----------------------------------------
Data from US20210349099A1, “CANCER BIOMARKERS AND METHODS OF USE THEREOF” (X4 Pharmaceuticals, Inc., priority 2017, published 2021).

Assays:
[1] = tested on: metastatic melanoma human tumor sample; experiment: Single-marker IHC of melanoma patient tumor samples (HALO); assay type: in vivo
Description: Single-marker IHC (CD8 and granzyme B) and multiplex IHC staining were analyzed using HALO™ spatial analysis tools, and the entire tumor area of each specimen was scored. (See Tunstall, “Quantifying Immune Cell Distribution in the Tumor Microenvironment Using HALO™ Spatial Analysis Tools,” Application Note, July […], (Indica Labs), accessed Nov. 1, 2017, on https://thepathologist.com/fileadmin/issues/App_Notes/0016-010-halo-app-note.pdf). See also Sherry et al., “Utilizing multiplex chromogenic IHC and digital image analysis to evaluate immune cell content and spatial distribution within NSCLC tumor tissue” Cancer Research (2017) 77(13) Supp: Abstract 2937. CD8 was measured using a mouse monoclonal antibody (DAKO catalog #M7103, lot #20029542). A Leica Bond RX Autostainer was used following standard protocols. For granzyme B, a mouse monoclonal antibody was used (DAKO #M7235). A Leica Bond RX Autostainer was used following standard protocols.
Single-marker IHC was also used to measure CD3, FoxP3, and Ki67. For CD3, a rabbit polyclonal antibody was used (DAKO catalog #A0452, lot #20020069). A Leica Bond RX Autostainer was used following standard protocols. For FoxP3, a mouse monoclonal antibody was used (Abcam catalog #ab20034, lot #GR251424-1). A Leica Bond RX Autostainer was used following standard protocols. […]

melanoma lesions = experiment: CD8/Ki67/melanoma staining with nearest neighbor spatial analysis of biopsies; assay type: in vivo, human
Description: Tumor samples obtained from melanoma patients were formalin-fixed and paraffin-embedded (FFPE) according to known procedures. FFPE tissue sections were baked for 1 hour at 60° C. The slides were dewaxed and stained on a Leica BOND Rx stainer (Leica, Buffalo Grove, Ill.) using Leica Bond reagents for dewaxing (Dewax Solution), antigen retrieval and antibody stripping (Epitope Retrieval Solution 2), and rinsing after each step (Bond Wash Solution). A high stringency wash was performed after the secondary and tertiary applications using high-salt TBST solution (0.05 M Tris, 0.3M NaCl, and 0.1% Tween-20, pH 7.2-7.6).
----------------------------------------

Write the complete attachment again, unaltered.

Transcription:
Data from US20210349099A1, “CANCER BIOMARKERS AND METHODS OF USE THEREOF” (X4 Pharmaceuticals, Inc., priority 2017, published 2021).

Assays:
[1] = tested on: metastatic melanoma human tumor sample; experiment: Single-marker IHC of melanoma patient tumor samples (HALO); assay type: in vivo
Description: Single-marker IHC (CD8 and granzyme B) and multiplex IHC staining were analyzed using HALO™ spatial analysis tools, and the entire tumor area of each specimen was scored. (See Tunstall, “Quantifying Immune Cell Distribution in the Tumor Microenvironment Using HALO™ Spatial Analysis Tools,” Application Note, July […], (Indica Labs), accessed Nov. 1, 2017, on https://thepathologist.com/fileadmin/issues/App_Notes/0016-010-halo-app-note.pdf). See also Sherry et al., “Utilizing multiplex chromogenic IHC and digital image analysis to evaluate immune cell content and spatial distribution within NSCLC tumor tissue” Cancer Research (2017) 77(13) Supp: Abstract 2937. CD8 was measured using a mouse monoclonal antibody (DAKO catalog #M7103, lot #20029542). A Leica Bond RX Autostainer was used following standard protocols. For granzyme B, a mouse monoclonal antibody was used (DAKO #M7235). A Leica Bond RX Autostainer was used following standard protocols.
Single-marker IHC was also used to measure CD3, FoxP3, and Ki67. For CD3, a rabbit polyclonal antibody was used (DAKO catalog #A0452, lot #20020069). A Leica Bond RX Autostainer was used following standard protocols. For FoxP3, a mouse monoclonal antibody was used (Abcam catalog #ab20034, lot #GR251424-1). A Leica Bond RX Autostainer was used following standard protocols. […]

melanoma lesions = experiment: CD8/Ki67/melanoma staining with nearest neighbor spatial analysis of biopsies; assay type: in vivo, human
Description: Tumor samples obtained from melanoma patients were formalin-fixed and paraffin-embedded (FFPE) according to known procedures. FFPE tissue sections were baked for 1 hour at 60° C. The slides were dewaxed and stained on a Leica BOND Rx stainer (Leica, Buffalo Grove, Ill.) using Leica Bond reagents for dewaxing (Dewax Solution), antigen retrieval and antibody stripping (Epitope Retrieval Solution 2), and rinsing after each step (Bond Wash Solution). A high stringency wash was performed after the secondary and tertiary applications using high-salt TBST solution (0.05 M Tris, 0.3M NaCl, and 0.1% Tween-20, pH 7.2-7.6).